In the case featured on the Good Wife, the manager of the band making the new version of the song got a license to use the composition apparently by approaching the artist directly, not through the process laid out in the Copyright Act, which involves many formal notices and filing procedures. In recording a single song, a direct license is usually the easiest way to license a composition to avoid all the paperwork set out by Section 115 required by the actual compulsory license. So, while the band on the TV show may not have technically received a true compulsory license – at least the show properly conveyed the idea that a band, when it records a song written by someone else, needs to get a license to do so.
On the show, the band had approached the firm in which Alicia Florrick (the title character for those who don’t watch the show) to sue a TV show, where singers on the show made a virtual note for note rerecording of the band’s recording (which had taken a rap song and mellowed it out and given it a real melody with a hint of a reggae beat). In order to sue the TV show for using the melody that the band had come up with, the lawyers had to find a way for the band to have a copyright in the work that was used in the TV show. Those who make a “derivative work” – a reworking of the song that changes the words, melody or otherwise takes the original and uses it some new way – can get a copyright in the derivative work itself. But that derivative work can only be copyrighted by someone other than the original composer of the song if the creator of the derivative work has the permission of the original copyright holder to make the derivative work – a permission that became problematic in the show.
When the rights to make a derivative work became problematic in the episode, it became clear that a copyright lawyer was consulting with the producers as, in what struck me as a smart piece of lawyering, one of the band’s lawyers came up with the idea of claiming that the song was actually a “parody” of the original rap song. If the song was deemed to be a parody, then the use of the original copyright holder’s work would not need any license as it would be a “fair use” (so avoiding the need to get permission to make the derivative work was the point of the maneuver in the show, but one which I think would have been lost on any but the most copyright geeky members of the audience – like the one I see reflected in my computer screen). So the legal point made in the show was that if someone makes a “fair use” of a song, the user does not have to pay royalties. A fair use is one the meets a series of tests set out in Section 107 of the Copyright Act. The test includes looking at the purpose of the use – favoring uses for some noble purpose – e.g commentary or criticism. The amount of the copyrighted work that is used is also a factor that is reviewed, as is the likelihood that the purported fair use will have an economic impact on the original copyrighted work. And whether the use is for-profit or not for profit can also weigh in the analysis. It is not an easy calculus, and no one factor is determinative, so any claim of fair use is always a risk, as a judge may not agree with the evaluation made by the user of the copyrighted work.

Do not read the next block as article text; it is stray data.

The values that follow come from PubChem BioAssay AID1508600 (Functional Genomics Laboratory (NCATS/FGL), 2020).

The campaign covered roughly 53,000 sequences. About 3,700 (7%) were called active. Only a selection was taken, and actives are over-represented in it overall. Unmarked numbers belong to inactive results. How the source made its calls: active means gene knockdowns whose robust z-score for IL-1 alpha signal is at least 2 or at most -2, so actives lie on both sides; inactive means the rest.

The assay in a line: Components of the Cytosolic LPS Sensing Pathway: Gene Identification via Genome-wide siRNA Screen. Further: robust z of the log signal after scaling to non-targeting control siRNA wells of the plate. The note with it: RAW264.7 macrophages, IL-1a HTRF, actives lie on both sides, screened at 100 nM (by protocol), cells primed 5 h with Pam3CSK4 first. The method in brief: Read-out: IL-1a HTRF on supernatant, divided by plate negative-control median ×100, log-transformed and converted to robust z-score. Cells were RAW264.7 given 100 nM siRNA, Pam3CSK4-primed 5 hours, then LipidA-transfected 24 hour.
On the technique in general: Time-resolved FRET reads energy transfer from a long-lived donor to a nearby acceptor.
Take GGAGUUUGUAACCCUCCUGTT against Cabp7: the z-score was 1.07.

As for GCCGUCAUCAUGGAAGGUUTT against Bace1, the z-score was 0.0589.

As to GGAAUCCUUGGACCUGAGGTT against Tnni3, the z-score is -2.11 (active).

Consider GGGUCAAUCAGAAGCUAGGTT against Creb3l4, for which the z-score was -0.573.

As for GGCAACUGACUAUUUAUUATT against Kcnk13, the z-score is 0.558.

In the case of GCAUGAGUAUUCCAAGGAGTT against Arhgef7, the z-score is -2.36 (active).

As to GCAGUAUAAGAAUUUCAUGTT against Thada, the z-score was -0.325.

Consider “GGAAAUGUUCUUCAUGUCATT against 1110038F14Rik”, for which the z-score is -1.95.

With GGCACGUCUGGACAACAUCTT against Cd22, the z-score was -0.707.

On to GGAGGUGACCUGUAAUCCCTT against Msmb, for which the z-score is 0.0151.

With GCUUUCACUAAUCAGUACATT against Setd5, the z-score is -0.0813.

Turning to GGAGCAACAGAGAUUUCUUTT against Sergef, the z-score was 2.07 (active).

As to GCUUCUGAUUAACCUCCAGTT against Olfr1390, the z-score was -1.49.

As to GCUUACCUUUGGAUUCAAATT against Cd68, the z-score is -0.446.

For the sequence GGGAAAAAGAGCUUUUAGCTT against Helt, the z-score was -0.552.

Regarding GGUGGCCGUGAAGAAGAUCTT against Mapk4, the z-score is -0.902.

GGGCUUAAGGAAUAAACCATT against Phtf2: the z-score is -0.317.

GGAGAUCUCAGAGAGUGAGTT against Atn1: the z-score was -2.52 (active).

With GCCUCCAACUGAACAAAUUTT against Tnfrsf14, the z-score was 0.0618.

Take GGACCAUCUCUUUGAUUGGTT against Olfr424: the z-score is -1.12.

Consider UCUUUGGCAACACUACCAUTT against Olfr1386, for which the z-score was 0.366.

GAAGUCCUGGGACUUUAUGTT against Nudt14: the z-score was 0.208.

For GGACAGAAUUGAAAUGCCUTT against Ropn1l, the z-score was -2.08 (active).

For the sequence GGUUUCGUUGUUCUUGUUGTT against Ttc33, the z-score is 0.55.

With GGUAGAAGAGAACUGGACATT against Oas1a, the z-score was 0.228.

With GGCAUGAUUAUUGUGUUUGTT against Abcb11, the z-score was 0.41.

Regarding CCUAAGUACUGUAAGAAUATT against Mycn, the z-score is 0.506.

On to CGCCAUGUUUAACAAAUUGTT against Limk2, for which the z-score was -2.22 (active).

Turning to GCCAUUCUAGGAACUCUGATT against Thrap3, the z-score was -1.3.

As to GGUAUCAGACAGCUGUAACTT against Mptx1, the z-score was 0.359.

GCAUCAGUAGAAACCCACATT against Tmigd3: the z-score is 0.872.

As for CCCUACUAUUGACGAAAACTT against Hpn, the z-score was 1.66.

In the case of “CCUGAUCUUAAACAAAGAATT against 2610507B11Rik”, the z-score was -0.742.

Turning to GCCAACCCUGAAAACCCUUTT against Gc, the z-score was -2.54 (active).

In the TV program, the Court had battling experts as to whether the song was a true parody – a parody being one that criticizes or makes fun of the original work – rather than one that is independently funny. So a song that takes a familiar tune and changes the lyrics to make them funny is not necessarily a parody, unless those changed lyrics criticize or otherwise comment on the original lyrics of the song (see our post here for one example of a dispute raising these issues). Again – it is a much-litigated area with no clear answers, so users should not lightly expect that an unlicensed use of a song will be considered a fair use.
In the TV program, the ultimate resolution, like in so many other cases, was a settlement. But let’s give credit to a TV producer tackling a difficult legal topic on their show, and giving us examples to illustrate difficult copyright concepts.